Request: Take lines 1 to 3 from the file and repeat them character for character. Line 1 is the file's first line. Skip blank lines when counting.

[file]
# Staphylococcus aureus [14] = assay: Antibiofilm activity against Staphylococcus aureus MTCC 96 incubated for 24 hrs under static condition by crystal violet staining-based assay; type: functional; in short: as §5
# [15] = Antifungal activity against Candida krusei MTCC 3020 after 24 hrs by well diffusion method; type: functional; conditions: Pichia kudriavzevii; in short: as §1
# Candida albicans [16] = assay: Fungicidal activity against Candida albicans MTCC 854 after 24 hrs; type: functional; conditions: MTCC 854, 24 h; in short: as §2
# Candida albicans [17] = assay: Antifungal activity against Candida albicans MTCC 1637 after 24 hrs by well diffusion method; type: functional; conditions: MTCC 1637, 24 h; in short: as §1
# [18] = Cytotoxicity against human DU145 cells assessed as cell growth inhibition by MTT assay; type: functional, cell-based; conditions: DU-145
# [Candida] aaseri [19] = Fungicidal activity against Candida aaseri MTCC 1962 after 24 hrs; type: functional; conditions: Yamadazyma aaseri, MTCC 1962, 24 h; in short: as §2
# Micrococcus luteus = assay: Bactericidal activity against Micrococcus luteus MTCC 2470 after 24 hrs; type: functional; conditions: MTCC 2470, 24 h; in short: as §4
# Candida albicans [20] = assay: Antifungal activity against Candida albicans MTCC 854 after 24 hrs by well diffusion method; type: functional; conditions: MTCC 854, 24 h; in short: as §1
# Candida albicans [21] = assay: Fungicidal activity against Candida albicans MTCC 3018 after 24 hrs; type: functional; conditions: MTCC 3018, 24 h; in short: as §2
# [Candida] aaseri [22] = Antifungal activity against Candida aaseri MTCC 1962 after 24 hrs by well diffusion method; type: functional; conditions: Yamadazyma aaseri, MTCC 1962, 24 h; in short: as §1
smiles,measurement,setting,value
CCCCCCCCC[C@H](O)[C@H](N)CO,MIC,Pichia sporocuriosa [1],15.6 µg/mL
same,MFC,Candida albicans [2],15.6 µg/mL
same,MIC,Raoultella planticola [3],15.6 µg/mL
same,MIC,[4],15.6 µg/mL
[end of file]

# Staphylococcus aureus [14] = assay: Antibiofilm activity against Staphylococcus aureus MTCC 96 incubated for 24 hrs under static condition by crystal violet staining-based assay; type: functional; in short: as §5
# [15] = Antifungal activity against Candida krusei MTCC 3020 after 24 hrs by well diffusion method; type: functional; conditions: Pichia kudriavzevii; in short: as §1
# Candida albicans [16] = assay: Fungicidal activity against Candida albicans MTCC 854 after 24 hrs; type: functional; conditions: MTCC 854, 24 h; in short: as §2